A chest radiograph showed a normal cardiac silhouette with no infiltrates or masses. A computed tomography scan of the head performed in the ED showed no acute abnormalities.
The patient received a diagnosis of serotonin syndrome, given that he met the triad of clinical criteria: neuromuscular excitation, autonomic stimulation, and altered mental status, while concomitantly using a causative agent.
Serotonin, produced by the decarboxylation of l-tryptophan, is a neurotransmitter discovered in the 1940s that has a significant role in many physical and mental conditions. Serotonin toxicity, also known as serotonin syndrome (SS), refers to the clinical effects of excess serotonin on the central and peripheral nervous system. Serotonin quantities are tightly regulated by various mechanisms in the body, including reuptake mechanisms and various enzymes. There are 7 serotonin receptors, with multiple members, but no single receptor appears to be involved in the development of SS. Some research suggests that the 5-HT2A receptor may have a major role in development of SS.1-3
SS is a potentially life-threatening adverse drug reaction. It can result from therapeutic drug use, drug interactions, and intentional self-poisoning. Excess stimulation of serotonergic receptors produces the wide range of clinical manifestations, which can range from mild to sometimes lethal.1,2
The incidence of SS has gone up with the increasing number of serotonergic agents used in clinical practice.1,2 The syndrome occurs in 15% of persons who overdose on selective serotonin-reuptake inhibitors (SSRIs).1,2 The diagnosis is often based on the patient’s presenting symptoms along with a history of taking the culprit medications.1,2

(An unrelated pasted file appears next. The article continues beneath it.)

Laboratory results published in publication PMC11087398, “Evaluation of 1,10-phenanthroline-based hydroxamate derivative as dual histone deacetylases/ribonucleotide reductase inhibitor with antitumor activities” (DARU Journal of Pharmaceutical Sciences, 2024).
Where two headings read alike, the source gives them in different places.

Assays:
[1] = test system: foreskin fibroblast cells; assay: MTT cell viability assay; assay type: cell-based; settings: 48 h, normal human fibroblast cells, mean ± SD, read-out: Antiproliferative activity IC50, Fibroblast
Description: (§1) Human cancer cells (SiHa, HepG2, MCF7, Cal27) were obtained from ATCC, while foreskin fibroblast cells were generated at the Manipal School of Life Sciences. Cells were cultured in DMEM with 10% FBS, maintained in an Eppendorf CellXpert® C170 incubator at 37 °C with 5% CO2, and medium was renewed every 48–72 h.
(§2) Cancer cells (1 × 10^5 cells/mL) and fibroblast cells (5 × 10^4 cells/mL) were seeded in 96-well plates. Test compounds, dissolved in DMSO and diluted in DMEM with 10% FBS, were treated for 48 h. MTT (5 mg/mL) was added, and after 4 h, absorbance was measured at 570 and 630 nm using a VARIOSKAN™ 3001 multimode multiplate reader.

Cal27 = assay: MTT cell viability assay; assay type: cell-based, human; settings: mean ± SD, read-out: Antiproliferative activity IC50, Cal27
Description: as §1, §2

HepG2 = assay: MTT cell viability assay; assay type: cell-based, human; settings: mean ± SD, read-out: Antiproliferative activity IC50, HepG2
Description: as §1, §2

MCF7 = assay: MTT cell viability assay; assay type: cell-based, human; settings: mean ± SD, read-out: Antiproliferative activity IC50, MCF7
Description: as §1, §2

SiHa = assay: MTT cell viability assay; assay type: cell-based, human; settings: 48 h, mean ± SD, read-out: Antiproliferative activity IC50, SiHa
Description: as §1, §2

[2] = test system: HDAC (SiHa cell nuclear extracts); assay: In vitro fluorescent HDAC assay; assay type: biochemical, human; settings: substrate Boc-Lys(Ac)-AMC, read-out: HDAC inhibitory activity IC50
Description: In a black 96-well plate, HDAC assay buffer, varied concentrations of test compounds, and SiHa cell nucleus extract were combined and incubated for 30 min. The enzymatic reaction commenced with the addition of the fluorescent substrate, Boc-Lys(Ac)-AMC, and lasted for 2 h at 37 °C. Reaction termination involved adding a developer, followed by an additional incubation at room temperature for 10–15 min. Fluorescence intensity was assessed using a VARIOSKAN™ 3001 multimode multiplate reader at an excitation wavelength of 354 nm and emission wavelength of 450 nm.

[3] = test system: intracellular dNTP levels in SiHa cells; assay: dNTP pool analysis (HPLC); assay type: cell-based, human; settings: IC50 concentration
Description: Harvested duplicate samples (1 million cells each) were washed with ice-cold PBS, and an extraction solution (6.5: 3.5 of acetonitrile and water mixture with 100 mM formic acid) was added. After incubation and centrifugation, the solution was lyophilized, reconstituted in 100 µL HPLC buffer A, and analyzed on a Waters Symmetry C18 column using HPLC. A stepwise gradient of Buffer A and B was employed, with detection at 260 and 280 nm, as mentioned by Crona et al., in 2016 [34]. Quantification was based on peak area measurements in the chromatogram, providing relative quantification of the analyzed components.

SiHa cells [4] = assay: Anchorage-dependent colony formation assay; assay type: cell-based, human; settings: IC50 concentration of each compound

Characteristic clinical findings are neuromuscular excitation (clonus, hyperreflexia, myoclonus, rigidity, akathisia), autonomic stimulation (hyperthermia, tachycardia, diaphoresis, tremor, flushing), and altered mental status (anxiety, agitation, confusion, delirium). Severity is classified as mild (usually causing no distress), moderate (causing significant distress and requiring treatment, but not life-threatening), or severe (often life-threatening with hypertonicity and a core temperature greater than 41.1°C).1,2
The Hunter Serotonin Toxicity Criteria represent a sensitive and specific method of diagnosis (Figure). This method uses a small, specific number of clinical features for a more accurate diagnosis: clonus (inducible, spontaneous, or ocular), agitation, tremor, hyperreflexia, and diaphoresis. Use of a serotonergic agent within the past 5 weeks of presentation is necessary for diagnosis.1-4
Among the medications that can cause SS are SSRIs, monoamine oxidase inhibitors (MAOIs), tricyclic antidepressants, opioid analgesics, cough suppressants, antibiotics, antimigraine agents, lithium, and herbal remedies. MAOIs have been implicated in severe cases of SS. The syndrome is independent of the dosage, given that a single therapeutic dose of an SSRI has been known to cause SS.1,2,4